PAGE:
Your day never starts well when a piece of magical equipment used to do the final test before he becomes a full fledged agent malfunctions nearly causing his death.  The Gypsies that own it can’t or won’t explain what happened.  So Canderous and his older partner – who is crankier and more distracted than usual – get a lead from a special, and very dangerous, criminal they put away.  One of his top men is behind what’s happening to Canderous.  Then Simon makes the mistake of challenging the Gypsy brothers and one of them curses him and suddenly, he looses his power to read things he touches.  This is a HUGE problem when he has to help steal the painting The Scream for Mina.  Plus he’s convinced the people on the tour boat were killed by a vampire.

Strout takes the various threads of the story, throws in issues with Simon’s girlfriend and recovering bad girl Jane, his baffled and conflicted relationship with his partner Connor.  Godfrey Candella, the resident OCD archivist plays a key role and Simon’s realization that the decidedly non-magical Godfrey actually has talent, he just doesn’t know, nor can he be told about it, is nicely done.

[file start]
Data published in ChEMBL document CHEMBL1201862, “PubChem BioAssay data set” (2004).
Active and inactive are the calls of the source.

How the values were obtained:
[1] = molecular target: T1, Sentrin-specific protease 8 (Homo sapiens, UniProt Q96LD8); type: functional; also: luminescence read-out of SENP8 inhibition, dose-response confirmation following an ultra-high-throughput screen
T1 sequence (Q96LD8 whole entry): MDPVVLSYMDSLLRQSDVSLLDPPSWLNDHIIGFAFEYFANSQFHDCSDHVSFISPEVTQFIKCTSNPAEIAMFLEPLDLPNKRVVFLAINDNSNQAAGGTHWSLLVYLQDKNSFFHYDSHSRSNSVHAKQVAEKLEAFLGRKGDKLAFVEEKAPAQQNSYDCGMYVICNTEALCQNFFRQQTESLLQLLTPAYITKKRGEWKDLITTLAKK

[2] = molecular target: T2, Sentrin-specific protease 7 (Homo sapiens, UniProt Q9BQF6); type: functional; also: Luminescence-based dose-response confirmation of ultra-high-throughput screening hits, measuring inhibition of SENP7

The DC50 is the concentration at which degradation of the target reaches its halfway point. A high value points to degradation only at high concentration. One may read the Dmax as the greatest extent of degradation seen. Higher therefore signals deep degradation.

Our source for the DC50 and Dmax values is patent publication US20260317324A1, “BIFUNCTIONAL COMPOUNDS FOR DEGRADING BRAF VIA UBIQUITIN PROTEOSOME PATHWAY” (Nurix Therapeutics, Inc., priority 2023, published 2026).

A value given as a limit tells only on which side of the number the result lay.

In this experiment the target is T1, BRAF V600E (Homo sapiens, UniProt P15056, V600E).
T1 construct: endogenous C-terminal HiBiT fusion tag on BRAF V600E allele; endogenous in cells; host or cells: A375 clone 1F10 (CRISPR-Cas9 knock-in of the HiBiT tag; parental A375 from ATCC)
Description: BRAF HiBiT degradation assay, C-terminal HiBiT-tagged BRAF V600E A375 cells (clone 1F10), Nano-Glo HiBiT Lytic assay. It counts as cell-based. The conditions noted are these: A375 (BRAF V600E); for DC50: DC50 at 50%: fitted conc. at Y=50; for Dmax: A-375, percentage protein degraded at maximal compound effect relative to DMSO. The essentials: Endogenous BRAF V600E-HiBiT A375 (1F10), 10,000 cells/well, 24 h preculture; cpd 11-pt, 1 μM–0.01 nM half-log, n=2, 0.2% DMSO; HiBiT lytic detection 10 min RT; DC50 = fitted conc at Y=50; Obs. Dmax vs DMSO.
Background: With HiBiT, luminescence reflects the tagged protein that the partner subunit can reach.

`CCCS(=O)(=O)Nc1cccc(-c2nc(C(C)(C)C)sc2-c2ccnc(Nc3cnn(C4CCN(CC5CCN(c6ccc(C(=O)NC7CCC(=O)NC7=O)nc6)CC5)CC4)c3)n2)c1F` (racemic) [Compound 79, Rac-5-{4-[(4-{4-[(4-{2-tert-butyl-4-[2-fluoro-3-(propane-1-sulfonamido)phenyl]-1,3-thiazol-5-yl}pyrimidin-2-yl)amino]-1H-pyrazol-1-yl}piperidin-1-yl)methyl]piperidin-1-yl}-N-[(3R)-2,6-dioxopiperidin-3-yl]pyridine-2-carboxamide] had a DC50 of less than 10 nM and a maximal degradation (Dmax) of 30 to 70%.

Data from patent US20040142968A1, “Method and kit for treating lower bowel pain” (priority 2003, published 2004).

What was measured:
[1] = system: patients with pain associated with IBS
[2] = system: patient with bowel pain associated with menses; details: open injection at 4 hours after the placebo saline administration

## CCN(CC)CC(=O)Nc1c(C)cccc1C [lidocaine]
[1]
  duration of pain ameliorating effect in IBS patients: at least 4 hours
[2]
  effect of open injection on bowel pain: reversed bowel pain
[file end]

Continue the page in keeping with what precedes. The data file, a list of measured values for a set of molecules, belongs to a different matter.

Two key things were lacking – Mina was not especially credible nor was the ‘threat’ she posed.  The other problem was the ultimate ‘bad guy’, who gets away.  He’s not developed well enough as a character to have any substance.  Strout does well with the young, reckless, and self-doubting Simon, the tormented, older, experienced Connor and he really shines Godfrey, but Mina is just two dimensional.  I sort of get her motivation, but it made only limited sense.  The ‘bad guy’ psychotic needed work on so many levels.  Creepy, but not enough and more importantly, not a significant enough presence in the story.  While the final ‘battle’ was fun, several of the outcomes were less than satisfying, including Mina’s.

I really enjoy this series, shortcomings and all.  Dead Matters was better than Deader Still, so I will take that as a sign that Strout is evolving and improving as a writer.   This is one series I shall keep up with.

Was Deader Still worth $7.99?  Yes, in my opinion it was.  It does help to read the books in order, but unlike the Connor Grey series by Marc del Falco, it isn’t essential.   A good read that delivered what I enjoy and with a little work on Mina and the bad guy, it would have been a B-.